Opinion
Education Opinion

Stanford CTO Provokes Good Questions Online (and Off)

By Tom Vander Ark — December 26, 2016 1 min read

You can gauge the quality of learning by the quality of questions a young person asks. That’s the pedagogical punch line of Paul Kim, Chief Technology Officer and Assistant Dean at Stanford University Graduate School of Education.

Dr. Kim and I shared the podium at the Digital Education Show in Dubai. After recapping tech trends--VR, AI, and IOT--Kim lamented that our education system has contributed to a reduction in the number of questions young people ask as they grow older. Young children ask lots of questions (about 40,000 between ages 2-5), but, according to Kim, they become more passive learners as they move through the education system. He thinks we should provoke more good questions rather than focus on regurgitation of answers.

To support inquiry-based learning, Dr. Kim launched SMILE (Stanford Mobile Inquiry-based Learning Environment). The application promotes and collects student inquiries. Students can rate the quality of other questions. Creating and rating questions helps students check their understanding of what they learned.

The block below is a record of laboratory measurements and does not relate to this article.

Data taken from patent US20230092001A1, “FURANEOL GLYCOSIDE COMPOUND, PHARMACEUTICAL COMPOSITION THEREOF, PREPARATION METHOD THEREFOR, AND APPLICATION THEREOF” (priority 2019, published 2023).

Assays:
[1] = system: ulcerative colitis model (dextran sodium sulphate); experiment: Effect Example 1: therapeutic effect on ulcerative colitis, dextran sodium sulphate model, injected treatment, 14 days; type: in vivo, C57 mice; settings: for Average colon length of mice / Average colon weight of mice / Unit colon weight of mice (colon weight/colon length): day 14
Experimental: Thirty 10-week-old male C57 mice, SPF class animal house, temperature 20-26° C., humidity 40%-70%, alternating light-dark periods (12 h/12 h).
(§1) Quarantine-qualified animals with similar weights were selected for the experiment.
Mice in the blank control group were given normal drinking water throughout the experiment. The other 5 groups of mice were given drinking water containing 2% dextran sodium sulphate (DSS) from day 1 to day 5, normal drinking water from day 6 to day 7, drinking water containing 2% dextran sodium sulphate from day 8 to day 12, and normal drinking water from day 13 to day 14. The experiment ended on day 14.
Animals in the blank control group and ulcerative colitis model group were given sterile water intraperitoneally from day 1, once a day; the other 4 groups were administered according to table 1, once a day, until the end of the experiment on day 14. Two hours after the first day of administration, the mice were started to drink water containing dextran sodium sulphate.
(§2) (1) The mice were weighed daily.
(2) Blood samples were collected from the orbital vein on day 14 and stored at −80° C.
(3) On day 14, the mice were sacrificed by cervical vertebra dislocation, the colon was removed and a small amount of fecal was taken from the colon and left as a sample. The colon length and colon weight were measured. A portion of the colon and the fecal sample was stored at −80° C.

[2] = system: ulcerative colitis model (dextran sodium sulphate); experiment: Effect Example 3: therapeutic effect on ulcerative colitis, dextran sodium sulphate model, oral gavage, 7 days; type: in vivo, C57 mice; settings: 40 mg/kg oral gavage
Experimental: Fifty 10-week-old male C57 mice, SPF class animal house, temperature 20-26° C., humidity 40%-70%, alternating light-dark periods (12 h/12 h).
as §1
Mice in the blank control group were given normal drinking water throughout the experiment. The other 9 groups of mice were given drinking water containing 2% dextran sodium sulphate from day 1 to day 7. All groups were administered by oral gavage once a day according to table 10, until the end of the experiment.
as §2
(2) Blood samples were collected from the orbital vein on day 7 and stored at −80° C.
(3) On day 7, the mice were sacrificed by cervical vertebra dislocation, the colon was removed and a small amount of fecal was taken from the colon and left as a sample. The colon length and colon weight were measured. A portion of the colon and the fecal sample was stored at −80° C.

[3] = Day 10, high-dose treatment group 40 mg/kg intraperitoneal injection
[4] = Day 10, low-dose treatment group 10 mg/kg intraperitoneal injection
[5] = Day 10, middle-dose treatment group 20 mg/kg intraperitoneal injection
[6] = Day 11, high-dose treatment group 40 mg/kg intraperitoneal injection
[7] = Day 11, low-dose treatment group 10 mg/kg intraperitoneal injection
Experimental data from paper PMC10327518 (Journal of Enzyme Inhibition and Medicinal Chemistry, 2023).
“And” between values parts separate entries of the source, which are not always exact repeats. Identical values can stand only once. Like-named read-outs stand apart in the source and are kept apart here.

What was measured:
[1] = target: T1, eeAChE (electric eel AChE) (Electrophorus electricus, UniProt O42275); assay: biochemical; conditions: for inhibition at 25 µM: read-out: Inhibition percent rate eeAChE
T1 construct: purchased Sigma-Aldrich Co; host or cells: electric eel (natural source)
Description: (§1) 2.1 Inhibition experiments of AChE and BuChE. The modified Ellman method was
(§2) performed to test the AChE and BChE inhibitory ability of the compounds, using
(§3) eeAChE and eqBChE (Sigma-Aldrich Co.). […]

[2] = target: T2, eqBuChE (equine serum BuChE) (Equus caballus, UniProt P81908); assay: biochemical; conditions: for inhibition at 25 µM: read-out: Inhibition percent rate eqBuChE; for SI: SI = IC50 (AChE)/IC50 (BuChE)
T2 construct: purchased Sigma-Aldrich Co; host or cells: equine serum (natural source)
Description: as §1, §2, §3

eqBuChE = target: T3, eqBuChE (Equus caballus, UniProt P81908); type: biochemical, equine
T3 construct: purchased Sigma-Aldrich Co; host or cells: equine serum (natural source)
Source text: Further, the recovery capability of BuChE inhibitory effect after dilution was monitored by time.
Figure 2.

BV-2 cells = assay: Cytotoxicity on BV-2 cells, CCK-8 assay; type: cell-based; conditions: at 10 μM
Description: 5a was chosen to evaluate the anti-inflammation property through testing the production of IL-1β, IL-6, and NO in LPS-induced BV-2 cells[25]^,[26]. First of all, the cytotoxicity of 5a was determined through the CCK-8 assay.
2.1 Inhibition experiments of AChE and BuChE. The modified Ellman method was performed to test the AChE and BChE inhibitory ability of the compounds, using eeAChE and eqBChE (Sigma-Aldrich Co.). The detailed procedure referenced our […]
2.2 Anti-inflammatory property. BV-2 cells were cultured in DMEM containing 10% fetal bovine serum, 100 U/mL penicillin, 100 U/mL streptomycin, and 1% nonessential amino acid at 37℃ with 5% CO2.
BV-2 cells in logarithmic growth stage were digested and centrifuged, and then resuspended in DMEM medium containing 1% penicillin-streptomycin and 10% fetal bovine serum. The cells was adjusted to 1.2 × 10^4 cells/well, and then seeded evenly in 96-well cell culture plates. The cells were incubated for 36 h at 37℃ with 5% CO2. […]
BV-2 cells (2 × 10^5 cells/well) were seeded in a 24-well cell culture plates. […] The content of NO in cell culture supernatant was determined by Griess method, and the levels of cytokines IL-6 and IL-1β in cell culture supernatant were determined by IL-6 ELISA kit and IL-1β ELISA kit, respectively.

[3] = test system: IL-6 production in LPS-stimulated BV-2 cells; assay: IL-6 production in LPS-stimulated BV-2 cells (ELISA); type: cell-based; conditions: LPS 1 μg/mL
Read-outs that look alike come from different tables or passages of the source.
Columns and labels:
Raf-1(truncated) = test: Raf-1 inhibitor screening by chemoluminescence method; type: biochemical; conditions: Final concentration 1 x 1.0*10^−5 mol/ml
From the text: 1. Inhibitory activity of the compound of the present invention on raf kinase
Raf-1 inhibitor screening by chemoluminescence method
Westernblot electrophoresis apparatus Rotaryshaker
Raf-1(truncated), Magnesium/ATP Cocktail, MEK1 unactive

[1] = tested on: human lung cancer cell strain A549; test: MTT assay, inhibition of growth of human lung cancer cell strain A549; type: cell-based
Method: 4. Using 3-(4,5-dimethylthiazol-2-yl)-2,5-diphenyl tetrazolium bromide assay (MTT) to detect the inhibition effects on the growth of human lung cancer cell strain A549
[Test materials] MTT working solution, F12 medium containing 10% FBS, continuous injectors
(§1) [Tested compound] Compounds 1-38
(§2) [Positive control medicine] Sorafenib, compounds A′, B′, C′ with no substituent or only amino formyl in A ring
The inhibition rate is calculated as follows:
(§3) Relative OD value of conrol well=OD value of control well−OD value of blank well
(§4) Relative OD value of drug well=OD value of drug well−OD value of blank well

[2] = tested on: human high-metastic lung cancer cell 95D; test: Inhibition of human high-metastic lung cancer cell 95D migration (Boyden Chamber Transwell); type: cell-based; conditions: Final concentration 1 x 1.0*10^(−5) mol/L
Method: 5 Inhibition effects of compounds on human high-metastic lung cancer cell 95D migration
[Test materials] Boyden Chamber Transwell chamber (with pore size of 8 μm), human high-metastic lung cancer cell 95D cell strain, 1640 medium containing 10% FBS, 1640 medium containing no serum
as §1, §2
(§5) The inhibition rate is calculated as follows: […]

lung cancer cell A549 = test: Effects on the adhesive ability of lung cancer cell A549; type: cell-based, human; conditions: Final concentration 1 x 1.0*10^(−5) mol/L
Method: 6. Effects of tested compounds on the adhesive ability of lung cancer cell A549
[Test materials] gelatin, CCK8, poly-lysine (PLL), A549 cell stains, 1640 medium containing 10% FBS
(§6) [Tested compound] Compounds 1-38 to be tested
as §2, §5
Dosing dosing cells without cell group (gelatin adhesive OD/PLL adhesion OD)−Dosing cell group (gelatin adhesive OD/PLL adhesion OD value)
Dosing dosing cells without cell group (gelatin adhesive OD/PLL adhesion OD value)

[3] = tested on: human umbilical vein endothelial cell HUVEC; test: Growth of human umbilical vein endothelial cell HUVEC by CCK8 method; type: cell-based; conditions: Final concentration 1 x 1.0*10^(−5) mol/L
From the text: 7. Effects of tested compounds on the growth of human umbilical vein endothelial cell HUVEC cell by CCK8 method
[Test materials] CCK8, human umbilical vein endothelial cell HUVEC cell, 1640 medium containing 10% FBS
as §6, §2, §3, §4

To support use in areas with little or no connectivity, the SMILE team created a battery powered unit complete with open educational resources. In some respects, Dr. Kim finds it easier to introduce inquiry-based learning in developing economies where there is little or no formal education. Where standards and standardized testing have been introduced he finds it less likely that good questions will be provoked.

In our conversation, Dr. Kim discusses how machine learning will improve the ability to collect and rate the quality of questions. Given the rise of smart machines and widespread use of automation, Kim believes it is more important than ever to encourage students to ask good questions. He agrees it’s a good time to #AskAboutAI.

The opinions expressed in Vander Ark on Innovation are strictly those of the author(s) and do not reflect the opinions or endorsement of Editorial Projects in Education, or any of its publications.

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